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Trellix CEO, Bryan Palma, explains the critical need for security that’s always learning.

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Trellix CEO
Our CEO on Living Security

Trellix CEO, Bryan Palma, explains the critical need for security that’s always learning.

What Is Endpoint Management?

Endpoint management is the practice of authenticating and supervising the access rights of endpoint devices to a network and applying security policies that prevent any external or internal threats posed by that access. Network owners typically use endpoint security management software to:

  • Restrict access to the network for only authorized endpoint devices and its users, either on premises or over a broader network (e.g., a wide area network or the internet).
  • Apply and monitor endpoint security policies throughout the entire network with small software apps on each managed device (agents).
  • Enable security administrators to manage these devices and processes from one central console or application.

PCs, laptops, tablets, and smartphones accessing networks either on premises or over remote/internet connections are the most prevalent devices that require endpoint management. Specialized endpoint hardware and embedded software is also used to secure and manage internet of things (IoT) devices, such as remote sensors and industrial controls. Worldwide, there are billions of endpoints on enterprise, internet, intranet, and mobile networks. Also, it's common for one user to access networks over multiple devices—a PC at the office, a laptop or tablet on the road, and a smartphone from pretty much anywhere. The more endpoint devices an organization has deployed, the greater the need to manage them all.

Endpoint management policies


The first task for securing endpoints is assuring that only authorized devices and users can connect to the network. Typically, this entails setting up username and password authentications on approved devices so that authorized members of the network can log in and perform work.

In many organizations, due to the large volume of endpoints and wide range of permission rights for users, setting each device individually is not practical. This develops the need for endpoint security management policies. Management can decide which permissions, and even what types of devices, can use the network. With endpoint security management policies, administrators can efficiently grant (or deny) specific rights on the network, restricting which areas, workloads, and applications the user can access. For example, sales department users need access to lead generation applications, the order tracking system, internal communications, etc. By setting and creating a sales security policy template, security administrators can use endpoint security management software to set up and monitor many devices—including multiple allowed devices—for every user in the sales group. As changes are made in the network, administrators and security managers can modify policies and distribute changes to all group members.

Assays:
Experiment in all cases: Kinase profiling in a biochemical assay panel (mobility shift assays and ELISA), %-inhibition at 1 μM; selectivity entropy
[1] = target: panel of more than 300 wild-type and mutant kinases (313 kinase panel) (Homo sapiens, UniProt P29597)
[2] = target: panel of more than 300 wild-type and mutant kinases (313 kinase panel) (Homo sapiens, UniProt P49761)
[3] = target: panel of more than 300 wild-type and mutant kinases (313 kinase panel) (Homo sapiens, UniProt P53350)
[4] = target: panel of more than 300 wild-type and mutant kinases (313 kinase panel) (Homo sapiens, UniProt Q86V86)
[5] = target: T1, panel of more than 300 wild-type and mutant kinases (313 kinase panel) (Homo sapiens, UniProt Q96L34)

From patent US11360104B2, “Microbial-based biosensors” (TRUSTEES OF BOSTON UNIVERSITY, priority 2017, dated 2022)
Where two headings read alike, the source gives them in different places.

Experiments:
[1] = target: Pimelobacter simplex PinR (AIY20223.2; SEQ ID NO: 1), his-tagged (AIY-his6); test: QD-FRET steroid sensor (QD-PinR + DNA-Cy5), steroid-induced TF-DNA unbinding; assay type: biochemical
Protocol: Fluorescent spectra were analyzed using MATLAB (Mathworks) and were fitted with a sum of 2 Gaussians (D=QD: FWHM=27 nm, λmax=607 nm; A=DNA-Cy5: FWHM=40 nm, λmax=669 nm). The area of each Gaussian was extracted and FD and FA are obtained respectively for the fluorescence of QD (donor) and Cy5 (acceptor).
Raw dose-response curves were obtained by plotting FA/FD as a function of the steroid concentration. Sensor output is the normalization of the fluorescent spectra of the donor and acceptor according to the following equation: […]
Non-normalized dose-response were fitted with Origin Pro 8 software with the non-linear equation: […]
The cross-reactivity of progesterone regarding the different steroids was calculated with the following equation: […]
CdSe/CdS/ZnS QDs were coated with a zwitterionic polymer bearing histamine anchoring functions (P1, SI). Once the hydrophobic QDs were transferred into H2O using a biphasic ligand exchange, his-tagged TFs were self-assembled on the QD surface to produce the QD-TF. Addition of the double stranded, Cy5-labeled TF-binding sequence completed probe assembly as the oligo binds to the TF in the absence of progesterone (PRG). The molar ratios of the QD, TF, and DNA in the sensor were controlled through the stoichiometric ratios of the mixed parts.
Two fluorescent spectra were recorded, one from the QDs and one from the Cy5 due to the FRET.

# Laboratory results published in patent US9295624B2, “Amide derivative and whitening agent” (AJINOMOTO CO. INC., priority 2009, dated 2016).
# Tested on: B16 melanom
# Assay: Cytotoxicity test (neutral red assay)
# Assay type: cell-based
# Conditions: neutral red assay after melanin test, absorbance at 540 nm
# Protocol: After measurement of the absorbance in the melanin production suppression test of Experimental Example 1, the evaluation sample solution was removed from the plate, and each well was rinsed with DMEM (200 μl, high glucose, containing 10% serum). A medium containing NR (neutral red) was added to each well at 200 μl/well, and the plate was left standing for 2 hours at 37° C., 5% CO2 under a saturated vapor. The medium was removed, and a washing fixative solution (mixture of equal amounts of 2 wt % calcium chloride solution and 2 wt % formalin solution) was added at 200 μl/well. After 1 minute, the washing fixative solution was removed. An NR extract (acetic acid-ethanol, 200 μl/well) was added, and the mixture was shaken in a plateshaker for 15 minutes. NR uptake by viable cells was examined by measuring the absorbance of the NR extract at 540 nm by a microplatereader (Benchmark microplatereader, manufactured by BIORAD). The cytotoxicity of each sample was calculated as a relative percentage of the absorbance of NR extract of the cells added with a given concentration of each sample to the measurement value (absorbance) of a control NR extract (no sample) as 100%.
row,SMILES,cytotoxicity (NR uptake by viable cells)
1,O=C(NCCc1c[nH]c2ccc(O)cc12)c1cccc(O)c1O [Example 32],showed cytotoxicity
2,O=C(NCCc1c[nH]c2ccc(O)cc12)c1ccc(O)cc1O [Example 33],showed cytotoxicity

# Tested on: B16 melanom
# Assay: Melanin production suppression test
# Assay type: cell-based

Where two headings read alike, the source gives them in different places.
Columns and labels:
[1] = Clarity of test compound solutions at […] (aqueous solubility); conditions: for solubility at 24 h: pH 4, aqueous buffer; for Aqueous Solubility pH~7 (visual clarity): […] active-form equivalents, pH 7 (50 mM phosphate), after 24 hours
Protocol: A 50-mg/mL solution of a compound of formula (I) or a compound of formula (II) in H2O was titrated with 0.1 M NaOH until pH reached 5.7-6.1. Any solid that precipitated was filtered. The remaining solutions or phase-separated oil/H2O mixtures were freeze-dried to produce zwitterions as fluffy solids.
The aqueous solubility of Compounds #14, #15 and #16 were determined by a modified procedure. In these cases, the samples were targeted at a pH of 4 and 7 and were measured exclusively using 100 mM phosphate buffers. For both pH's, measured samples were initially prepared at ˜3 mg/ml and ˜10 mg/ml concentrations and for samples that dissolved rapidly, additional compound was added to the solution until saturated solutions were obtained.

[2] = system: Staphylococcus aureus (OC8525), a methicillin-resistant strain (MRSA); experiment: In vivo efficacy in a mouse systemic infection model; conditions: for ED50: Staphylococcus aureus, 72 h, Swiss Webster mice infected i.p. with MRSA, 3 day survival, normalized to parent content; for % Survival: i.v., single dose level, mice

Because protecting access to the network is increasingly important, and passwords can be hacked, endpoint security management can also entail embedding device-specific tokens (e.g., encrypted software-based IDs) onto devices to ensure the device (and its user) are authentic and authorized. Biometrics such as fingerprint and retina scans, especially with smartphones, are also used widely.

However, secure login is only the first step in endpoint security. Once users gain access to the network, their activities and their devices pose an ongoing security concern. After a successful, authorized network login, endpoint security software steps in to provide protection.

Endpoint security software and endpoint management


Endpoint security and endpoint security management function best when they work together. Endpoints are work tools and network interfaces, and as such, they constantly create and exchange data. Each change on either the endpoint device or the data it accesses on any network is a potential threat to security. It’s the function of endpoint security software to analyze and vet all changes and movement of data, scan for malware and viruses, and apply patches and updates where needed.

Endpoint security management should coordinate and prioritize updates, consolidate, and communicate monitoring alerts and reports, and provide unified security services through a single console.

While endpoint security software does the grunt work of detecting and protecting endpoints and the network from threats, endpoint security management unifies, simplifies, and strengthens an organization's overall security posture and daily threat preparedness. Organizations that deploy endpoint security management typically realize the following benefits:

  • Faster response and mitigation of security threats
  • Rapid deployment of the latest security features and technology
  • Enhanced security communication across the organization
  • Lower costs, yet tighter security
  • Pathway to future enhancements and automation

Because of the rapid advances in security software and IoT deployments, to provide even greater benefits, endpoint security management systems based on an open architecture provide the best platform for the future.